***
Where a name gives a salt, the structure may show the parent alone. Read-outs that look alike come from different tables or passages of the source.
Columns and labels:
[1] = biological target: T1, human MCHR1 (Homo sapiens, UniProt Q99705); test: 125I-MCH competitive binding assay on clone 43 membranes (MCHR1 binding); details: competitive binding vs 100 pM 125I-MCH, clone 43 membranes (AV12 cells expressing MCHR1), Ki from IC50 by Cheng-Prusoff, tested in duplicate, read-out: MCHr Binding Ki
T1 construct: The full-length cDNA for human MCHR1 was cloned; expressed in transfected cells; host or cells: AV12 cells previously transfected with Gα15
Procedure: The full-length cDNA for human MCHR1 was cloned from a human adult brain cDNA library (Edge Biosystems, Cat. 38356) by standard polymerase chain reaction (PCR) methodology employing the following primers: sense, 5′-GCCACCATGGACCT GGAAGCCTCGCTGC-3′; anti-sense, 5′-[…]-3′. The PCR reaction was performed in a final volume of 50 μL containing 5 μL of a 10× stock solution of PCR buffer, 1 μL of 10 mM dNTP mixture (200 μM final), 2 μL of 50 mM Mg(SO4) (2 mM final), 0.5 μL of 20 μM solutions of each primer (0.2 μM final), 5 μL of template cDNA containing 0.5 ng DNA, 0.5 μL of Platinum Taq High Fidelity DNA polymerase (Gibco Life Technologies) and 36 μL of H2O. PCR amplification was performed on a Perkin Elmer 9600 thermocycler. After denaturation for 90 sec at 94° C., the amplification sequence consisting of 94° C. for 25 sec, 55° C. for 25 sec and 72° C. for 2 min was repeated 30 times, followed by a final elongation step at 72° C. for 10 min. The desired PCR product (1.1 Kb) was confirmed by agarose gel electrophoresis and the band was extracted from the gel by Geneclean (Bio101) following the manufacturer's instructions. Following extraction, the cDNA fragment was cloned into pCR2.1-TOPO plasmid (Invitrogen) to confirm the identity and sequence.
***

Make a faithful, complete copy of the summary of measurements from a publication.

Where a name gives a salt, the structure may show the parent alone. Read-outs that look alike come from different tables or passages of the source.
Columns and labels:
[1] = biological target: T1, human MCHR1 (Homo sapiens, UniProt Q99705); test: 125I-MCH competitive binding assay on clone 43 membranes (MCHR1 binding); details: competitive binding vs 100 pM 125I-MCH, clone 43 membranes (AV12 cells expressing MCHR1), Ki from IC50 by Cheng-Prusoff, tested in duplicate, read-out: MCHr Binding Ki
T1 construct: The full-length cDNA for human MCHR1 was cloned; expressed in transfected cells; host or cells: AV12 cells previously transfected with Gα15
Procedure: The full-length cDNA for human MCHR1 was cloned from a human adult brain cDNA library (Edge Biosystems, Cat. 38356) by standard polymerase chain reaction (PCR) methodology employing the following primers: sense, 5′-GCCACCATGGACCT GGAAGCCTCGCTGC-3′; anti-sense, 5′-[…]-3′. The PCR reaction was performed in a final volume of 50 μL containing 5 μL of a 10× stock solution of PCR buffer, 1 μL of 10 mM dNTP mixture (200 μM final), 2 μL of 50 mM Mg(SO4) (2 mM final), 0.5 μL of 20 μM solutions of each primer (0.2 μM final), 5 μL of template cDNA containing 0.5 ng DNA, 0.5 μL of Platinum Taq High Fidelity DNA polymerase (Gibco Life Technologies) and 36 μL of H2O. PCR amplification was performed on a Perkin Elmer 9600 thermocycler. After denaturation for 90 sec at 94° C., the amplification sequence consisting of 94° C. for 25 sec, 55° C. for 25 sec and 72° C. for 2 min was repeated 30 times, followed by a final elongation step at 72° C. for 10 min. The desired PCR product (1.1 Kb) was confirmed by agarose gel electrophoresis and the band was extracted from the gel by Geneclean (Bio101) following the manufacturer's instructions. Following extraction, the cDNA fragment was cloned into pCR2.1-TOPO plasmid (Invitrogen) to confirm the identity and sequence.